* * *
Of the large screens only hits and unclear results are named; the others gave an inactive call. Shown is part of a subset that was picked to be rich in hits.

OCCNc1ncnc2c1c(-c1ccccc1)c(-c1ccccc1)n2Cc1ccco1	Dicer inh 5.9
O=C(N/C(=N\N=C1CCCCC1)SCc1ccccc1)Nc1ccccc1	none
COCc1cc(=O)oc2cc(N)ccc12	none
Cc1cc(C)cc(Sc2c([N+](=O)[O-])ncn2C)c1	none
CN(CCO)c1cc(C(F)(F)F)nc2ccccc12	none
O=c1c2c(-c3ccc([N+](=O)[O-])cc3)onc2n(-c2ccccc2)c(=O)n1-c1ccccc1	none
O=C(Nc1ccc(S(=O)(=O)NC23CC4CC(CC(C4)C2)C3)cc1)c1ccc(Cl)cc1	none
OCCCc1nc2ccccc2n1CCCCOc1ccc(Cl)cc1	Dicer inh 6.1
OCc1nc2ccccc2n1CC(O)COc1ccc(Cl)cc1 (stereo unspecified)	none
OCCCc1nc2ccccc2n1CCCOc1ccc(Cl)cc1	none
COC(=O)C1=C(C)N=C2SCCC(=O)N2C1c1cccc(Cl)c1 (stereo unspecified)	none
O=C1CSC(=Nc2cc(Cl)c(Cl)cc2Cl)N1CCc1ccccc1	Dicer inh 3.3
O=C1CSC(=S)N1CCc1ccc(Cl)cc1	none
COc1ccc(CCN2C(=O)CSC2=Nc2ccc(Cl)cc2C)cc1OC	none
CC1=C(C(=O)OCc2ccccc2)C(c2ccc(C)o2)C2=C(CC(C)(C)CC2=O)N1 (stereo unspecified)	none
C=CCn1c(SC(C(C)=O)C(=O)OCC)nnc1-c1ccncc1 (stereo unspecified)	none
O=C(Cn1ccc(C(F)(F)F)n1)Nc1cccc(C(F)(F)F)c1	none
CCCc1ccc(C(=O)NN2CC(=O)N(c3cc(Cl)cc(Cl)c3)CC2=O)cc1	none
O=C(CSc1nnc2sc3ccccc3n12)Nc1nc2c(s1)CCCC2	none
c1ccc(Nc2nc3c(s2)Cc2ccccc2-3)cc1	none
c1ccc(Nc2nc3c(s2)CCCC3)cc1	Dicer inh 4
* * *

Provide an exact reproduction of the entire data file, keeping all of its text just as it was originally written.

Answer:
Of the large screens only hits and unclear results are named; the others gave an inactive call. Shown is part of a subset that was picked to be rich in hits.

OCCNc1ncnc2c1c(-c1ccccc1)c(-c1ccccc1)n2Cc1ccco1	Dicer inh 5.9
O=C(N/C(=N\N=C1CCCCC1)SCc1ccccc1)Nc1ccccc1	none
COCc1cc(=O)oc2cc(N)ccc12	none
Cc1cc(C)cc(Sc2c([N+](=O)[O-])ncn2C)c1	none
CN(CCO)c1cc(C(F)(F)F)nc2ccccc12	none
O=c1c2c(-c3ccc([N+](=O)[O-])cc3)onc2n(-c2ccccc2)c(=O)n1-c1ccccc1	none
O=C(Nc1ccc(S(=O)(=O)NC23CC4CC(CC(C4)C2)C3)cc1)c1ccc(Cl)cc1	none
OCCCc1nc2ccccc2n1CCCCOc1ccc(Cl)cc1	Dicer inh 6.1
OCc1nc2ccccc2n1CC(O)COc1ccc(Cl)cc1 (stereo unspecified)	none
OCCCc1nc2ccccc2n1CCCOc1ccc(Cl)cc1	none
COC(=O)C1=C(C)N=C2SCCC(=O)N2C1c1cccc(Cl)c1 (stereo unspecified)	none
O=C1CSC(=Nc2cc(Cl)c(Cl)cc2Cl)N1CCc1ccccc1	Dicer inh 3.3
O=C1CSC(=S)N1CCc1ccc(Cl)cc1	none
COc1ccc(CCN2C(=O)CSC2=Nc2ccc(Cl)cc2C)cc1OC	none
CC1=C(C(=O)OCc2ccccc2)C(c2ccc(C)o2)C2=C(CC(C)(C)CC2=O)N1 (stereo unspecified)	none
C=CCn1c(SC(C(C)=O)C(=O)OCC)nnc1-c1ccncc1 (stereo unspecified)	none
O=C(Cn1ccc(C(F)(F)F)n1)Nc1cccc(C(F)(F)F)c1	none
CCCc1ccc(C(=O)NN2CC(=O)N(c3cc(Cl)cc(Cl)c3)CC2=O)cc1	none
O=C(CSc1nnc2sc3ccccc3n12)Nc1nc2c(s1)CCCC2	none
c1ccc(Nc2nc3c(s2)Cc2ccccc2-3)cc1	none
c1ccc(Nc2nc3c(s2)CCCC3)cc1	Dicer inh 4